Clive still stood there, his blue jumper stretched to bursting point over his frame. He smelt of beer and pub food, and traces of both stained his clothes.  He was tall, about six four, but he was almost as wide.  Seriously, he completely blocked the door.  I wondered what was out there now, beyond Clive, beyond Chorley.  Strangely, I’d had no compunction about caving Mark’s head in, but I couldn’t bring myself to try my new weapon out on Clive.  He’d kept himself to himself, and he wasn’t doing anything to try to hurt me right now.

I took my phone out again, no messages.  I opened up the browser and clicked on the news link.  Scrolling down and just looking at the headlines, it looked bleak.  The army, those that hadn’t been infected, had been drafted in to the major towns and cities, but they were coming from outside the infection zone and I was right in the middle of it.  Handfuls of survivors were being reported, stories of carnage and devastation made up the rest of the news.  I dialled 112, just on the off-chance.  I got a recorded message, ‘your call is in a queue, and will be deal with as soon as an operator becomes available… your call is in a queue, and will be dealt with as soon…’  I’d try to save the battery. 

I was contemplating eating another Marathon, or moving onto something different, when I heard the screech of tyres from outside, and a car door slamming.  One second Clive was stood in the doorway, the next he toppled forward, like he’d been poleaxed.  Where he had stood, now stood Jason, or Jase as everyone called him, his bleached blonde hair glowing in the sunlight like some Norse god.  A big grin was on his face.  In his hands he held a baseball bat.

“You gonna sit there all day, or are you ready to be rescued?”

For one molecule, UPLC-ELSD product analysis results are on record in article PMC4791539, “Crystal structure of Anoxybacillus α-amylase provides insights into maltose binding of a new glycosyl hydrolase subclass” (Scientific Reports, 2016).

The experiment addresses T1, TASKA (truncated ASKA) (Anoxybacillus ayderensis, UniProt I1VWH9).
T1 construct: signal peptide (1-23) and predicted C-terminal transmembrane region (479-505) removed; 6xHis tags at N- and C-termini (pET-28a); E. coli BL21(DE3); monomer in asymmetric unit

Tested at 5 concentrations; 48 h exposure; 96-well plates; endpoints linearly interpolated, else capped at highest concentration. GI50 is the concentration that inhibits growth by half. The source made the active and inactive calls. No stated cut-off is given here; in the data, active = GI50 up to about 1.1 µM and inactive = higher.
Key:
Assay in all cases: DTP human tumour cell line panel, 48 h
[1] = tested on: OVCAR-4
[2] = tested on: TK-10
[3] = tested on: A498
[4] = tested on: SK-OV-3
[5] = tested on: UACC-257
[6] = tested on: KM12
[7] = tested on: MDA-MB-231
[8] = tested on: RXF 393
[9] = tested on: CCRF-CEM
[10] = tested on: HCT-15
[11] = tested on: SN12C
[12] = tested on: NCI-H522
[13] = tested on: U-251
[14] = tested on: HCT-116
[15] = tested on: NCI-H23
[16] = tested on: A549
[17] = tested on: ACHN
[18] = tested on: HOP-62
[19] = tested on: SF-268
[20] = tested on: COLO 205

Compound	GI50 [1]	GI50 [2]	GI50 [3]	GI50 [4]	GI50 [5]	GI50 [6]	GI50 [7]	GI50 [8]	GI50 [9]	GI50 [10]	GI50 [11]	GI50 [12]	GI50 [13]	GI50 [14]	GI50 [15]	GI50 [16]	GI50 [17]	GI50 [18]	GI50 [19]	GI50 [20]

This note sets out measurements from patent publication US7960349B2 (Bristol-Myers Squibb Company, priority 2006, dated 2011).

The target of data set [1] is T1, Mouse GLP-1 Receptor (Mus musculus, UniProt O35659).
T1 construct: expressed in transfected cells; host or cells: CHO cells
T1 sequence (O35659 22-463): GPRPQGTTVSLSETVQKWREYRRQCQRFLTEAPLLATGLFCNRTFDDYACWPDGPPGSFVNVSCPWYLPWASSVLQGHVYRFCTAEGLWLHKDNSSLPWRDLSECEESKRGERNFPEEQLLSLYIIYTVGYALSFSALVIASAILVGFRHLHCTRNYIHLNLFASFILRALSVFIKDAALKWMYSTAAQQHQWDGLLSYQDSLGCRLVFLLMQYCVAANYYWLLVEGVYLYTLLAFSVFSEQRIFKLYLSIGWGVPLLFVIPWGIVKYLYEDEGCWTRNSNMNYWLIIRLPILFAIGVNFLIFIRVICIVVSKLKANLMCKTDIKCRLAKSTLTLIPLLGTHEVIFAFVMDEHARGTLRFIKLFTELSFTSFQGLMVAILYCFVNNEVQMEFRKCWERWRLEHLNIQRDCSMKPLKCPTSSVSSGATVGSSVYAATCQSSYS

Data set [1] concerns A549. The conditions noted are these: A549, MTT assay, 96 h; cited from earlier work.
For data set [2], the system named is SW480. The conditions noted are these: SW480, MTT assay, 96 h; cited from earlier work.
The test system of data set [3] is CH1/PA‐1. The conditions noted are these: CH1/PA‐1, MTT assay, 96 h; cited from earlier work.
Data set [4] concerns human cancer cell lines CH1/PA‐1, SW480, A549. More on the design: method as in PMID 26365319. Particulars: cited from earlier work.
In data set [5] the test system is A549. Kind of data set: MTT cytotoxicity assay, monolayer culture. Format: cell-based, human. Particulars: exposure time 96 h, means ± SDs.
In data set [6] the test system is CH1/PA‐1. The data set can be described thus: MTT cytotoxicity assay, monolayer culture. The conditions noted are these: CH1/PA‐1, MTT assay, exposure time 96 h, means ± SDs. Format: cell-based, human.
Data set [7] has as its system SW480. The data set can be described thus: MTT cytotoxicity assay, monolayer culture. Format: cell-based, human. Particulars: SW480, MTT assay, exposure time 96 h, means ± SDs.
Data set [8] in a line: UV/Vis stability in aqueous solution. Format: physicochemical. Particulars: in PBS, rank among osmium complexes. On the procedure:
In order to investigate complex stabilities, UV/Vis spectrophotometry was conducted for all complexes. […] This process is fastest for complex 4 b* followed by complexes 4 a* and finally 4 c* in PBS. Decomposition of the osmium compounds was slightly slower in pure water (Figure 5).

I jumped down from the counter, stepping around the pooling liquid escaping from the crater on Clive’s head.  There was no dignified way of getting out, so I stepped onto Clive and walked across him.  Jase handed me the bat, said, “Great, free candy!”, and entered the shop.  I shook my head and walked towards Chris’s car.  She stood by the open driver’s door, looking sheepish.

I put two and two together.  “Finally remembered you’re female?” I said, hoping I’d keep the disappointment from my voice.

“Fuck sake”.  She glared at me. “It ain’t what you think”

I opened the rear door and got in, Jase coming out of the shop via Clive’s back, with two carrier bags laden with food.  Chris got in and slammed her door, glaring at me still in the rear view mirror.  She looked tired.

“Thanks, Chris.  I mean it.  You’re a lifesaver”


Jase got in, passing the bags over the seat to me. 

“Is it all chocolate?” I asked.

“No, not all, there’s some crisps and cigarettes there, too.”

“Great.  If we don’t get eaten by zombies we’ll die of rickets.”

He grinned at me.  “No worries, we’ll get proper food from a proper food shop.  These are just emergency rations, snacks”

Chris had started the car, slammed it into gear, and we shot off.  She treated the roads like her own personal race-track.  The roads were busier than they were first thing- no cars, just the undead wandering about, drawn to the sound of the car. 

After ending up with my face against the side window one too many times, I asked her to slow down.  She glared, and took the next corner just that little bit faster.  Taking another corner on two wheels, the Clio bore down on two zombies in the road.  Chris’s eyes locked on mine in the mirror.  At the last second she tweaked the steering, missing one and clipping the second, sending him spinning to the ground.  I watched out of the rear window as he struggled back to his feet.  I felt Chris slow down, almost imperceptibly.  I caught her eye, and gave her a wry smile.

We turned over the canal bridge, onto the Rivington road.

“Where are we going?”

Jase turned in his seat, grinning.

“To the Tower, mate!”